Future Frames 2017 Review: Waiting For Ana

A sharply observed portrayal of both grief and the disconnection between two siblings, Waiting For Ana is a film in which the seismic shifts in a person’s life are found in those seemingly small moments of connection.

Anna returns to her family home on the occasion of her mother’s death. There she re-unites with brother Niko. It becomes clear that there is a disconnection between the two with their conversation strained, their interaction with one another an exercise in clipped politeness as opposed to familial love. As the rituals of grief and mourning constantly interrupt their time together, it takes a memory of times past to bring the two back together.

Director Giorgi Mukhadze eschews excessive exposition in the film and lets the subtlety of the performances from leads Giorgi Giorganashvili and Ana Makashvili speak volumes. As the erstwhile sibling Anna brings with her a wave of quiet chaos that invades the home that she once lived, disturbing a dust sheet covered mirror or wearing her deceased mother’s clothes. Anna has been displaced from the house and her status amongst the family is in flux. This is emphasised by her early scenes with Niko. He constantly tries to reconnect with Anna but soon leaves the shot, leaving her isolated in the frame. Whatever the schism is between the two, it’s clear that it is difficult for them to be together.

The process of grief is also explored with moments such as Niko sitting in his mother’s wheelchair giving impressions of quiet introspection but also an air of loneliness and isolation. It’s these moments that juxtapose with the final moments of the film, as Anna finds some old tape recordings. The music seems to blast through the dust and formality both of the ceremonies of mourning and of the frosty relationship of Anna and Niko. Nostalgia can lead to sadness, grief and unhappiness. But it can also lead to joy and reminders of good times once lived.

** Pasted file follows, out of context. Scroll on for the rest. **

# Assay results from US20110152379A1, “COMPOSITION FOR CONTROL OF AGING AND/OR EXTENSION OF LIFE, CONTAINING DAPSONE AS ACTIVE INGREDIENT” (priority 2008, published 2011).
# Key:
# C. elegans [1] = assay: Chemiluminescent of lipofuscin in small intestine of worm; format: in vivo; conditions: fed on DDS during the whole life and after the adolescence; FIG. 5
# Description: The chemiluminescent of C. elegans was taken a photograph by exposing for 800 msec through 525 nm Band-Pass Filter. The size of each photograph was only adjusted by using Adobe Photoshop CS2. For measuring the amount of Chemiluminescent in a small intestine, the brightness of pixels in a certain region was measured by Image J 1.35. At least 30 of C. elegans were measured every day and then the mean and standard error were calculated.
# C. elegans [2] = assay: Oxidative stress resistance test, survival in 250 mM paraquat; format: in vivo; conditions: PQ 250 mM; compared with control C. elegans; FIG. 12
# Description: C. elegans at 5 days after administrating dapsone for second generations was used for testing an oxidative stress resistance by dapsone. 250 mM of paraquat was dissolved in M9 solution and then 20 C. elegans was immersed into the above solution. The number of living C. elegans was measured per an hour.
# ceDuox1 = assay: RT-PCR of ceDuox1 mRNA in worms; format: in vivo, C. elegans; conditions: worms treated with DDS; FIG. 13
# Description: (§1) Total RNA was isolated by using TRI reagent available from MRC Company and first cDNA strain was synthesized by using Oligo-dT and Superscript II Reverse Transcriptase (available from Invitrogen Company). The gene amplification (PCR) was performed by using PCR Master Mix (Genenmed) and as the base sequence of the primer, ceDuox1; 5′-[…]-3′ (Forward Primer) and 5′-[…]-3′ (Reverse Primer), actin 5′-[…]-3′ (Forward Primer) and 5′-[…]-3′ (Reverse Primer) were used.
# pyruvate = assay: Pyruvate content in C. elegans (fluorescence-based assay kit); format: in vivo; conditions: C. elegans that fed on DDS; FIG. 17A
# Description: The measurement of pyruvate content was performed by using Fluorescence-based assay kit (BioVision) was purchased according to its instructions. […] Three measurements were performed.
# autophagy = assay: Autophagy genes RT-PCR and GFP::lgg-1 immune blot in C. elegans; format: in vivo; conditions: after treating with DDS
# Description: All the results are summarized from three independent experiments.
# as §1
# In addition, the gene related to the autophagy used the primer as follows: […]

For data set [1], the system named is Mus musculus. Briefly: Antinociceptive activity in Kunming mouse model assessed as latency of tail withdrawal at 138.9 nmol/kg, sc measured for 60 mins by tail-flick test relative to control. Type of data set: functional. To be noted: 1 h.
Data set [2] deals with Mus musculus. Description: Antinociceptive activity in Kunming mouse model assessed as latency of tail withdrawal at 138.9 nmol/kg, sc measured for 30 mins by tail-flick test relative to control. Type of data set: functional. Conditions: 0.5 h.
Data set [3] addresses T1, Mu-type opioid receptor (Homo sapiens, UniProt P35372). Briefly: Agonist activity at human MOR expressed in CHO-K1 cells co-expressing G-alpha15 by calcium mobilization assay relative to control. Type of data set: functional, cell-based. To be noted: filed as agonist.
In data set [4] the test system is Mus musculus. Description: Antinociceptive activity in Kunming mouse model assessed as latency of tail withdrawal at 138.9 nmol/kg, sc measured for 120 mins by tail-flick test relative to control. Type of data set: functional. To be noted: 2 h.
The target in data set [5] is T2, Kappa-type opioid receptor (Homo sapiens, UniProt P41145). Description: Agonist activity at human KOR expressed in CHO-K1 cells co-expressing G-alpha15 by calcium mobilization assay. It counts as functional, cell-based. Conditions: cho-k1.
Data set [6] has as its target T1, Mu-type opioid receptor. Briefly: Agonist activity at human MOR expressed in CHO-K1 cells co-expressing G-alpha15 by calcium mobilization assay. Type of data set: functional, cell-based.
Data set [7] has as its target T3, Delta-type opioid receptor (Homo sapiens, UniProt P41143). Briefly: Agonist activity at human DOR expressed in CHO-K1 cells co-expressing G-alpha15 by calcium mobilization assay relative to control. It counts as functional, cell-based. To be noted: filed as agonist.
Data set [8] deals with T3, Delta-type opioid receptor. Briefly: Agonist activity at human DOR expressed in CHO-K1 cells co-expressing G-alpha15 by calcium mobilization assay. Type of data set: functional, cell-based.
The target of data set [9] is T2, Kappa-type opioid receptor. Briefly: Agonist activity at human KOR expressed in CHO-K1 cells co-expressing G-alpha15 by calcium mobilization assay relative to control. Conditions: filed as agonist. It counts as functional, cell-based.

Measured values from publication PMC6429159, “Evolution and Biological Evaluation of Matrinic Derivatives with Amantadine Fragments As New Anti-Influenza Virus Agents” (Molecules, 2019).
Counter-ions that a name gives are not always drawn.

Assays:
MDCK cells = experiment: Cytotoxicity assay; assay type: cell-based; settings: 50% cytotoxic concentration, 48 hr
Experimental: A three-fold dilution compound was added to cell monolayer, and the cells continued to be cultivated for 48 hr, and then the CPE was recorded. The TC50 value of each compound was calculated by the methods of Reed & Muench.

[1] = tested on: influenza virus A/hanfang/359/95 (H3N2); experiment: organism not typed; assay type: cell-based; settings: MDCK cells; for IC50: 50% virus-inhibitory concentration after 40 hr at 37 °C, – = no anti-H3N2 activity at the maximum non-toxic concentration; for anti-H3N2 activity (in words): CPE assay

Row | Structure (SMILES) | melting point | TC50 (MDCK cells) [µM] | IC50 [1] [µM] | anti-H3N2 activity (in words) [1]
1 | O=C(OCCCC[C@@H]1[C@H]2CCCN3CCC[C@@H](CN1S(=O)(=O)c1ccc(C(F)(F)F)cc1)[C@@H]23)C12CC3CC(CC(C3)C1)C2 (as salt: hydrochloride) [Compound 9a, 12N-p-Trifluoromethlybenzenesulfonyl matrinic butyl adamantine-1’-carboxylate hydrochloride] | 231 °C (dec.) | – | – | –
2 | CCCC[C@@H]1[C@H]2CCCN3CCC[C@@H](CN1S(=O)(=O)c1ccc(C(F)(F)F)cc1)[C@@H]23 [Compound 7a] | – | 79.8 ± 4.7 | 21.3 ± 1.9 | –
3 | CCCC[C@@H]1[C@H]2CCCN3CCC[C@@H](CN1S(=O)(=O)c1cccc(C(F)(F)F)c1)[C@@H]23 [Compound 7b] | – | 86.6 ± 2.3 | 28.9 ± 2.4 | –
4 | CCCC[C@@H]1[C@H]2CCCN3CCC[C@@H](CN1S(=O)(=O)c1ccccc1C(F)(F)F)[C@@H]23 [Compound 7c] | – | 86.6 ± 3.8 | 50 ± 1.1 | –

Dito Dekanosidze’s is measured and static utilising relatively long shots used to explore Anna and Niko’s fractured dynamic. Again, this gives the final scenes an air of freedom and release as the energy seems tangible compared to what has gone before. While chiefly utilising one location – namely the family flat – the film avoids the excessive theatricality that can often dog an intimate character study.

Waiting For Ana, which will be having its International Premiere during European Film Promotion's Future Frames at the upcoming edition of Karlovy Vary, is Mukhadze’s graduation piece from the Shota Rustaveli Theater and Film School at Georgia State University. It’s precise use of the short film form – in that it uses small and intimate moments to create a drama that reflects huges changes in a person's outlook – should see it win quite a few favourable slots on the festival circuit over the months to come.

You can read an interview with Giorgi Mukhadze HERE

Film Information
Original Title: Anas molodinshi
English Title: Waiting For Ana
Director: Giorgi Mukhadze
Country: Georgia
Year: 2016
Run Time: 16 mins
Contact: Georgian National Film Center, info@gnfc.ge

30 June 2017, by Laurence Boyce